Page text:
Philippine police said they killed 14 suspected drug pushers and addicts Thursday in the central city of Cebu, a week after President Rodrigo Duterte admitted to extrajudicial killings in his two-year-old anti-drug campaign.
The latest deaths add to the estimated 4,500 suspects slain in alleged gun battles acknowledged by police. But rights groups claim that more than 12,000 suspects, including those slain by vigilantes, have been killed so far.
Lawmen killed one suspect each in three villages of Cebu City where they launched their operation, police investigator Antonio Din said. Six suspects who resisted arrest were killed in nearby city of Talisay while in the village of Malubong, also in Cebu, five more suspected drug pushers and addicts were killed in another police operation, he said.
“I don’t like to make any comment until and unless an investigation is made because it’s difficult that we haven’t heard the side of the police,” said Cebu city council member Raymond Arvin Garcia. “But at any rate, that’s an alarming situation.”
The intensified police operations came a week after Duterte for the first time admitted that extrajudicial killings had occurred in his government’s drug war. Rights groups said the comment could be used by investigators studying two cases lodged against him at the International Criminal Court.
Human rights lawyer Neri Colmenares, a former member of the House of Representatives whose law firm is representing one group of complainants, said “legally, the admission can be used against him as evidence.”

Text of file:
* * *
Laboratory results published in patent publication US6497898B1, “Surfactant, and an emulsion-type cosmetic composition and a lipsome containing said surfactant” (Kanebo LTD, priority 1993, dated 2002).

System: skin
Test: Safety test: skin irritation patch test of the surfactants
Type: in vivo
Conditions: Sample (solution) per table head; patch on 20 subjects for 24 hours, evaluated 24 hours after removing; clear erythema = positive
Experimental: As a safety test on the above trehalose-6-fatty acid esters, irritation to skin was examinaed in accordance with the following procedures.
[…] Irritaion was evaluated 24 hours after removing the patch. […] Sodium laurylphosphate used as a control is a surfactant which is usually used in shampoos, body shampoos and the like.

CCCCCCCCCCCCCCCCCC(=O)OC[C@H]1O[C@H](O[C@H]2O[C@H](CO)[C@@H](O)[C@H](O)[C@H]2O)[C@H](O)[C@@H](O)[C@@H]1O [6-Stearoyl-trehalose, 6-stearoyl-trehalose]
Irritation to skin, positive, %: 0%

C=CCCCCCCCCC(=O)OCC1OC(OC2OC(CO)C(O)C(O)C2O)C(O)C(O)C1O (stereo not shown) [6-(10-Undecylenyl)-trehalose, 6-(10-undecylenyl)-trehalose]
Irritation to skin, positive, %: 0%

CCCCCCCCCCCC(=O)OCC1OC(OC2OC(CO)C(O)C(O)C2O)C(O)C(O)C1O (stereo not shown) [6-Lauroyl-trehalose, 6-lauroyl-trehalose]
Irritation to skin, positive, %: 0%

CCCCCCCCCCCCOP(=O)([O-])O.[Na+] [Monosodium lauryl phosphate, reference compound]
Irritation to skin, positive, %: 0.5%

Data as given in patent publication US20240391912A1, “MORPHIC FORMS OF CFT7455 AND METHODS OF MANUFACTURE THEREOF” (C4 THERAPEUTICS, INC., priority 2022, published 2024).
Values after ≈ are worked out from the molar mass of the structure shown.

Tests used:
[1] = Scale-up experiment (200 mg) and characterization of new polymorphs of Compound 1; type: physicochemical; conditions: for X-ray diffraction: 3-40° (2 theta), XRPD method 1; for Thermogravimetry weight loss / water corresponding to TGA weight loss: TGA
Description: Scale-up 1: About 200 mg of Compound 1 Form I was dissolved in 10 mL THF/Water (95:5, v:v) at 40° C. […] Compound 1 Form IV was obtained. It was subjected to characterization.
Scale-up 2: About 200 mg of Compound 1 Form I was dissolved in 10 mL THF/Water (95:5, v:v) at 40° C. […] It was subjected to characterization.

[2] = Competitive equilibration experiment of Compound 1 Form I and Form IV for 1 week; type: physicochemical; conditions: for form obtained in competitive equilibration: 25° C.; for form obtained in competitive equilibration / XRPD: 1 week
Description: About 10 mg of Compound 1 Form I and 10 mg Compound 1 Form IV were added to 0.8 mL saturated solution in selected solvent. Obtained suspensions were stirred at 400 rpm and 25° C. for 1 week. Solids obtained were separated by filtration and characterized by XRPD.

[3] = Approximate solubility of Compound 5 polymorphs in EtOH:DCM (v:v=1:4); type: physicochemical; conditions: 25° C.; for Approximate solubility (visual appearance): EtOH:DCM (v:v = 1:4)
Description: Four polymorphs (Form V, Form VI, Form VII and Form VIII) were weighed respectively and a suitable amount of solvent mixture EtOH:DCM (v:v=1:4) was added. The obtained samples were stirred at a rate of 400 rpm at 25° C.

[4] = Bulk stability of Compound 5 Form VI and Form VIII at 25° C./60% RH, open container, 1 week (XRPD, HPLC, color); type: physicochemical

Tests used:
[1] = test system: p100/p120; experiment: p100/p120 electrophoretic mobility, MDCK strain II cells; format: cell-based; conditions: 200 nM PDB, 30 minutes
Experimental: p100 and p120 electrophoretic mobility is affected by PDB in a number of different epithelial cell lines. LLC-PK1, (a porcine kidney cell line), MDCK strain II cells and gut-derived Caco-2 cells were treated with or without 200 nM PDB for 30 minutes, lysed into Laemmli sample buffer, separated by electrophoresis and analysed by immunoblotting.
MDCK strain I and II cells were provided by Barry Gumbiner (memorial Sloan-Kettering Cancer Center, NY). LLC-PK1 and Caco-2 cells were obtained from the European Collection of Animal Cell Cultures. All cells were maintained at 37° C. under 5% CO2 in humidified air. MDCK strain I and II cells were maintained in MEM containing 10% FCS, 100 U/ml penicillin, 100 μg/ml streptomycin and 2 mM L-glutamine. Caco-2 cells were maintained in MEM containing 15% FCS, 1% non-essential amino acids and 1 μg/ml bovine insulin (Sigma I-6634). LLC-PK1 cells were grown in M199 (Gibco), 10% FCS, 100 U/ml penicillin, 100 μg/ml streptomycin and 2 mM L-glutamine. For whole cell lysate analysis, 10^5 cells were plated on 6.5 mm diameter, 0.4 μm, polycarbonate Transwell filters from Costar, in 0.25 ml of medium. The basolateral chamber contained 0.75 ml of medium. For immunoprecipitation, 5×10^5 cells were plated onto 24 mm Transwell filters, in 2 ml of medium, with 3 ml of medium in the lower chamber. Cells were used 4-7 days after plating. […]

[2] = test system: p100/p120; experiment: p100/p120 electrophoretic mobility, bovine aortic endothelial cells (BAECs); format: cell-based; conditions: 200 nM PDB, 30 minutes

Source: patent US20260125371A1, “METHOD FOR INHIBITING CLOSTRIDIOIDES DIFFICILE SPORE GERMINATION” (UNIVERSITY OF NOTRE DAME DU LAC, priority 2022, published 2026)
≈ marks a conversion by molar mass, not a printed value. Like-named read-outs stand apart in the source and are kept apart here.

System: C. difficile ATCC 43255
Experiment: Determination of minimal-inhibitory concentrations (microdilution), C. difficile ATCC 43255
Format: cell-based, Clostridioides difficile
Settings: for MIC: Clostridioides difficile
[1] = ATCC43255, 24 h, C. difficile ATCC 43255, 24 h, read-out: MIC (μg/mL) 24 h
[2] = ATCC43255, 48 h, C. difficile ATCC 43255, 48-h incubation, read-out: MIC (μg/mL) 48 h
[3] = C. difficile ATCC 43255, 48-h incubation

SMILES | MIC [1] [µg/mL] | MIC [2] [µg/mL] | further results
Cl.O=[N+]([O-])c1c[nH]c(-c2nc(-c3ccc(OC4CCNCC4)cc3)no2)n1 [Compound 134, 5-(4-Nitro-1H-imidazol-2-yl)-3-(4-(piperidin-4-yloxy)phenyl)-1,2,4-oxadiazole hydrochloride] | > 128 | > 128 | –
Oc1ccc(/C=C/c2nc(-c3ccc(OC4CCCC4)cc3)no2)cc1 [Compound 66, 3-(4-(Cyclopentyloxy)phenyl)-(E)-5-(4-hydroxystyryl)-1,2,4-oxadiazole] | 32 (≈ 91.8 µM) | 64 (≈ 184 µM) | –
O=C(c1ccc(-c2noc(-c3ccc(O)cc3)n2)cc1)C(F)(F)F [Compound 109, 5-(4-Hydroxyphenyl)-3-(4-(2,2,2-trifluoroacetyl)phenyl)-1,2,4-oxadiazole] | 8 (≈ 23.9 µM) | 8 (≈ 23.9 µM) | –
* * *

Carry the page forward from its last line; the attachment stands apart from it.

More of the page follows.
“Morally, he’s a man who knows what he is doing is wrong, a sin, yet he persists in these killings and in the thousands,” Colmenares told BenarNews. “President Duterte is beyond salvation.”
“We’re glad he made that admission in another of his unguarded moments as this is an evidence that the ICC should consider,” he added.
He challenged Duterte to claim before the ICC that what he said was just a joke, but the ICC, he believed, would not be “swayed with his recantation.”
Foreign Affairs Secretary Alan Peter Cayetano had defended the drug war before the United Nations, saying it prevented the Philippines from becoming a “narco-state.”
On Thursday, Jacqueline Ann de Guia, spokeswoman of the independent Commission on Human Rights, said Duterte had clearly recognized extrajudicial killings (EJK) occurred under his presidency.
“We harp again our call to address this problem by bringing all EJK cases to court and ensuring all perpetrators are made accountable and justice be given to all the victims and their families,” she said.
De Guia said that amid the culture of impunity in the Philippines, the government has a duty to protect its citizens rather than downplay Duterte’s pronouncement.
“This insults the grief and suffering of the families of victims, devalues further the lives that were lost, and trivializes the growing plea for justice,” she said. “We seek to remind that the prime duty of the government is to serve and protect the people.”